College administrators across the nation are likely to pay close attention to the indictment of two Rider University officials in a case involving a student who died after drinking during a suspected hazing.
The case could trigger changes in how schools deal with campus safety issues, including student drinking, experts say, because prosecutors are holding administrators more accountable for hazing.
“I think every dean of students around the country is examining their liability insurance and following the case closely, because it’s so peculiar,” said Norm Pollard, dean of students at Alfred University in New York.
Earlier this month, a grand jury indicted two Rider administrators and three Rider students with aggravated hazing in connection with the drinking death of a fraternity pledge.
The pledge, freshman Gary DeVercelly Jr., 18, of Long Beach, Calif., had a blood-alcohol level of 0.426 percent when he was pronounced dead March 30, one day after a special party at the on-campus fraternity house, authorities said.
At the party, pledges drank large quantities of hard liquor with fraternity brothers, some of the pledges consuming entire bottles in less than an hour, prosecutors said.
A grand jury indicted Anthony Campbell, 52, Rider’s dean of students; Ada Badgley, 31, the university’s director of Greek life; Adriano DiDonato, 22, a student who was also the residence director and house master of the Phi Kappa Tau fraternity house; Dominic Olsen, 21, pledge master of Spring 2007 Phi Kappa Tau pledge class; and Michael J. Torney, 21, the chapter president.
Prosecutor Joseph Bocchini Jr. has declined to elaborate on why the two administrators are facing charges even though they weren’t present at the party, but he noted that facilitating is included in the criminal code that defines hazing.
If convicted, Campbell, Badgley and the three students each face a maximum penalty of 18 months in prison and a fine of up to $10,000. All five have pleaded not guilty.
“I’m not aware of any set of facts and circumstances that could remotely serve as a basis for a conviction of a crime,” said Campbell’s lawyer, Rocco Cipparone Jr.
Experts familiar with college hazing cases wonder whether Bocchini’s case against the administrators will stick. But even if the charges are dropped, they say the threat of indictments will heighten fears among college administrators.
Peter Lake, director of Stetson University’s Center for Excellence in Higher Education Law and Policy, said school administrators are likely to take a much harder stance on student drinking, and some might even take steps to completely disassociate their colleges from Greek organizations and athletic teams where hazing and other offenses might occur.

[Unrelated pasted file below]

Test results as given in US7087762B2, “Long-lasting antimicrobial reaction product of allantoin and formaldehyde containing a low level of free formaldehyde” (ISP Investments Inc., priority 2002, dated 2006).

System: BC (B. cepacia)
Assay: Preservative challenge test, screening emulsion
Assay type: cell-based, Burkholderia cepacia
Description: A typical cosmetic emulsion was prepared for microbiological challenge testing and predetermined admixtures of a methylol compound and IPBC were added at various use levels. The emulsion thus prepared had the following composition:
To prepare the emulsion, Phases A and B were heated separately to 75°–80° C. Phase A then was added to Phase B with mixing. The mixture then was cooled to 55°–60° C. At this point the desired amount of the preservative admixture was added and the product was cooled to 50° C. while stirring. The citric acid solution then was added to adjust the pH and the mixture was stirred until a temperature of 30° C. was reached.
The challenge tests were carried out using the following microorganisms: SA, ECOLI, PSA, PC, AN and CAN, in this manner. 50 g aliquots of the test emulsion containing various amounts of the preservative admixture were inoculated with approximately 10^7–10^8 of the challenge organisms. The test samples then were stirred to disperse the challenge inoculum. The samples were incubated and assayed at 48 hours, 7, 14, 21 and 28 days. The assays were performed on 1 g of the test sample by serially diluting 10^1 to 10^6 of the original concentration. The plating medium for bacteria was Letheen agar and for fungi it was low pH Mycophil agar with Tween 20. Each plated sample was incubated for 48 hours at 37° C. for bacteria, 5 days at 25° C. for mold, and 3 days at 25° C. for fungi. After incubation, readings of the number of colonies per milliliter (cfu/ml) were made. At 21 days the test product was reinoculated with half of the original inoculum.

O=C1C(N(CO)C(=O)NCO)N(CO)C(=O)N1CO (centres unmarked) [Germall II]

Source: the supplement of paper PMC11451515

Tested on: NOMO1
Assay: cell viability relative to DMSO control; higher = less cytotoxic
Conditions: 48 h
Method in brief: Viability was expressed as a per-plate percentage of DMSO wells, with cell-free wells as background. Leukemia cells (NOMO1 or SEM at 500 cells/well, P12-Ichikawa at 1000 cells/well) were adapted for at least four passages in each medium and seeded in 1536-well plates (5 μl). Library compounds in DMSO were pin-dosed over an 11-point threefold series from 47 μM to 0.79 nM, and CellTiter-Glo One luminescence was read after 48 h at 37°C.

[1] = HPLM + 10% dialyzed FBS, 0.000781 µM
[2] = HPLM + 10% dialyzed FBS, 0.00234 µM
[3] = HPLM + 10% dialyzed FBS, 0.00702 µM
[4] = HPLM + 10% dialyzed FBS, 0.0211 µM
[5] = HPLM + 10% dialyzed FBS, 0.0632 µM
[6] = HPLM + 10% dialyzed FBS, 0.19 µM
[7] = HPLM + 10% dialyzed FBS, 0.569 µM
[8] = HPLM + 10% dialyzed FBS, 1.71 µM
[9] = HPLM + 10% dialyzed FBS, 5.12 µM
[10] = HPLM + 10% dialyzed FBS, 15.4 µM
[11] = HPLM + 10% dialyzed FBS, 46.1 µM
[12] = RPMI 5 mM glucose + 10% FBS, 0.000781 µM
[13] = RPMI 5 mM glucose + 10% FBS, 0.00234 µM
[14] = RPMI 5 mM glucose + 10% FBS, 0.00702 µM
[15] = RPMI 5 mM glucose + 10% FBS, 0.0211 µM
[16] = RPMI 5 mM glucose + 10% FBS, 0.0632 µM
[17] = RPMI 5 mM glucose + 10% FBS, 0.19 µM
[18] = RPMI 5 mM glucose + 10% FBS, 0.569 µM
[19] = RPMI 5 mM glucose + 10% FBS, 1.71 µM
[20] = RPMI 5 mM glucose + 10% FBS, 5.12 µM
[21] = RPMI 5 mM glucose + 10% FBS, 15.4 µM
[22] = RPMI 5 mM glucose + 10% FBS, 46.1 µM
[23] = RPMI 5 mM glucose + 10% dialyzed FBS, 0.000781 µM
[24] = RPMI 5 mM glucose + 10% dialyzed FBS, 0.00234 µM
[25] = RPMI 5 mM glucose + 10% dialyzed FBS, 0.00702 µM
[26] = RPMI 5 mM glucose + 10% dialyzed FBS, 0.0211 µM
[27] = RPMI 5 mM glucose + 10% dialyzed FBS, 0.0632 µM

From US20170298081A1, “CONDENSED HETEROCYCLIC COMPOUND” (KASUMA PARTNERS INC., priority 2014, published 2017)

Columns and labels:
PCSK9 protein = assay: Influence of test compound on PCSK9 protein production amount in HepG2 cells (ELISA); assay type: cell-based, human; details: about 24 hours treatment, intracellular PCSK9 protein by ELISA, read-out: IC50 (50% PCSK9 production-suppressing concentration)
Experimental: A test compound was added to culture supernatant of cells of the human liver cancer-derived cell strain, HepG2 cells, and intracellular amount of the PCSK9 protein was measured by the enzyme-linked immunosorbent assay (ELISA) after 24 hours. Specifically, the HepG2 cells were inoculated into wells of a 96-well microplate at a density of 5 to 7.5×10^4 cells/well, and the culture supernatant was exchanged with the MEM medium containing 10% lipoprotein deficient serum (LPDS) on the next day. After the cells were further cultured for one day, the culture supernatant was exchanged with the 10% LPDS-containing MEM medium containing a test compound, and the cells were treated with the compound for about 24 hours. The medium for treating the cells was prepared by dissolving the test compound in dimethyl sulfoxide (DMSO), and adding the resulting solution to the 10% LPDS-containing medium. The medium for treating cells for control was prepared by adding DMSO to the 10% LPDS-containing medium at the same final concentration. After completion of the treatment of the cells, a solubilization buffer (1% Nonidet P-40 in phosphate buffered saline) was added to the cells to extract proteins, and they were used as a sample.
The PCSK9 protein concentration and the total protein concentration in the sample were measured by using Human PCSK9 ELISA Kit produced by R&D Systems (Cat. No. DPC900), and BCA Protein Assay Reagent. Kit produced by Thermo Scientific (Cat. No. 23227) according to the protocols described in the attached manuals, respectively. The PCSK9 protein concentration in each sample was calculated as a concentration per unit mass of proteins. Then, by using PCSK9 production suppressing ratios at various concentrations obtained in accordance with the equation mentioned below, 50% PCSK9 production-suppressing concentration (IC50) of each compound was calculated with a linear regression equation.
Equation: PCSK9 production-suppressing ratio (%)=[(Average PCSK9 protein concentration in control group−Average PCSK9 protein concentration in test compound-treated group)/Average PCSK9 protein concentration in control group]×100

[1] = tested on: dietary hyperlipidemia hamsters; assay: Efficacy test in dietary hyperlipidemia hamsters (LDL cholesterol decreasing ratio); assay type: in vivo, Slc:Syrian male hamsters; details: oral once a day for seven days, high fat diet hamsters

“I think it will push people to more extreme solutions. I think it’s going to interfere with the best intentions of administrators,” Lake said.
Alfred University banned fraternities and sororities in 2002 after a hazing-related death, Pollard said.
“That death prompted our university to end Greek life,” he said.
Hank Nuwer, an associate professor of journalism at Franklin College in Franklin, Ind., said the Rider case points to the need for administrators to create more specific policies on hazing.
“It’s making deans and administrators who ordinarily wouldn’t be thinking about this issue thinking about it intently,” said Nuwer, who’s studied campus hazing for years. “These administrators haven’t come up with a really good policy, other than trying to absolve themselves with legal responsibility.”
At the University of Massachusetts-Amherst, student affairs Vice Chancellor Michael Gargano said he meets with local police once a week about cases involving students. He also said incoming freshmen are required to take an online course in alcohol abuse.
“A death on a college campus is something every senior administrator hopes and prays isn’t going to happen on their campus. Hoping and praying is one thing. But you need effective programming too,” Gargano said.
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